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Article Formats

Table of Contents

MedWires and MedBulletins

MedWires (~200 characters) and MedBulletins (200-300 words) are brief summaries of current news in Health and Medicine. Medwires are also posted frequently on The Meducator Facebook page. The aim is to keep readers up-to-date with the latest issues and breakthroughs in the field. The interactive nature of Facebook also provides followers with the opportunity for comment and discussion. MedWires and MedBulletins are written by Meducator staff only.

Interviews

The Meducator publishes interviews with senior members of the McMaster community (often instructors or faculty members) who are involved in research that is particularly new and exciting. The goal is to offer a different perspective and provide an opportunity for readers to learn and appreciate research conducted at McMaster. Interviews are primarily conducted by members of the Meducator staff, but other undergraduate McMaster students may contact the team if they are interested in carrying out an interview.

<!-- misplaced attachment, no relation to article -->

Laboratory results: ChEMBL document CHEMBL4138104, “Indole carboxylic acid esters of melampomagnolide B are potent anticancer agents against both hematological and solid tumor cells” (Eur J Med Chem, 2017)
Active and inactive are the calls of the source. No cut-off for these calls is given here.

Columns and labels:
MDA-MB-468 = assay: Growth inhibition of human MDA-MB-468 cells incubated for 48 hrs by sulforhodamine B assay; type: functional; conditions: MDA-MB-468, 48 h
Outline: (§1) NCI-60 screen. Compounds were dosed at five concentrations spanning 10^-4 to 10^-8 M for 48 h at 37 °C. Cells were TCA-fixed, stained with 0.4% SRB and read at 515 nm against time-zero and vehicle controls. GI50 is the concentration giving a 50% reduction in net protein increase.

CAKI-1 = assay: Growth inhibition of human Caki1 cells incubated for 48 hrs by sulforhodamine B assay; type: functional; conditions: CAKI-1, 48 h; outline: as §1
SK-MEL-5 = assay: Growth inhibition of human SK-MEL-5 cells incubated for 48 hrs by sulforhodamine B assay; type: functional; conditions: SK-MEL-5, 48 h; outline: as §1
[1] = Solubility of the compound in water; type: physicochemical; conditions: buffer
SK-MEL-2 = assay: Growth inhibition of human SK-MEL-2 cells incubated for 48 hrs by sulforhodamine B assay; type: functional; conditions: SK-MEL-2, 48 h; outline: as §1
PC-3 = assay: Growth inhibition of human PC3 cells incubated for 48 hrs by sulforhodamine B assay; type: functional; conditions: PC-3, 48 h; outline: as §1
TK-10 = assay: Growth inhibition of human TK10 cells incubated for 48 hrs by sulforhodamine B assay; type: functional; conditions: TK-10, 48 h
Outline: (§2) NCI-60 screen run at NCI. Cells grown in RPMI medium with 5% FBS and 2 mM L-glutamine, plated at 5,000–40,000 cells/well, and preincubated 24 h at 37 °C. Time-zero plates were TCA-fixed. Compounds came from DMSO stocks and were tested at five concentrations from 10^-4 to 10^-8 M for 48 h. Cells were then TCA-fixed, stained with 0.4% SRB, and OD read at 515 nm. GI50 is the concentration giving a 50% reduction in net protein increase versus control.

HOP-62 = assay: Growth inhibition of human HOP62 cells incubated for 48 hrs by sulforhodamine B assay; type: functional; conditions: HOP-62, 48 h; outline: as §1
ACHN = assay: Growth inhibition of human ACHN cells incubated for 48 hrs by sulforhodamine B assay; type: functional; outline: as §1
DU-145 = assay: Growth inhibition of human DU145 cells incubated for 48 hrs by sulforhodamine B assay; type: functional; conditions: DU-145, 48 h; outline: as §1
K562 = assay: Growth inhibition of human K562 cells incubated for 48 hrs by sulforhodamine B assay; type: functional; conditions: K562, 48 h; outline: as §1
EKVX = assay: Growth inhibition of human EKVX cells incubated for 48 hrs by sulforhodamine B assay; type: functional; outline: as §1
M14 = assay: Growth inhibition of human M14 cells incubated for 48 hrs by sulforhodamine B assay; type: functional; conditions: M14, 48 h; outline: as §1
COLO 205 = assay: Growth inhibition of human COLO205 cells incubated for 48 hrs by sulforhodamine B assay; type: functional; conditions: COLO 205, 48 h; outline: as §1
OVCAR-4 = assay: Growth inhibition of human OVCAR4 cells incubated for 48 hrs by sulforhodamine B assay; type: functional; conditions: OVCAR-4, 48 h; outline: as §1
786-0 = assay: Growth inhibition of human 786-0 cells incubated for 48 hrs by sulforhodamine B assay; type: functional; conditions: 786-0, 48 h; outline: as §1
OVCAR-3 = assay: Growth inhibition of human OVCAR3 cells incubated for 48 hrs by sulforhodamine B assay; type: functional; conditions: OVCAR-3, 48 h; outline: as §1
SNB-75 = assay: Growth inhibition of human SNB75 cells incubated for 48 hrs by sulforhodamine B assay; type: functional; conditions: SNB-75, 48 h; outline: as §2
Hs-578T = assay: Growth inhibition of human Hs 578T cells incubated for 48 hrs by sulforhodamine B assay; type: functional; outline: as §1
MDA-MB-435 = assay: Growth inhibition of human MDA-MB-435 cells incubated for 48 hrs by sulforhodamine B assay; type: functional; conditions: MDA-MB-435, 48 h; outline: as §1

Critical Review (1500-2000 words)

The Critical Review article format is designed to allow undergraduate students to discuss a specific topic that interests and excites them, and is important or relevant to the general science student body. Instead of just reviewing the literature on the topic, the author must address the area with a critical lens, by for example, analyzing future prospects or contrasting with other approaches. The author may or may not be involved in similar research themselves.

Research Insight (1500-2000 words)

The Research Insight is The Meducator's flagship article format and is unique to the publication. This format is designed to allow undergraduate students involved in research to discuss the nature of their work, while reflecting on its significance and implications in the broader context of their respective fields. Unlike a traditional science paper, the focus is less on the results of the author’s research, and more on the rationale, approach and potential implications. The author can include primary data, but these must be representative in nature and well explained.

For more information about the Critical Review and Research Insight, click here.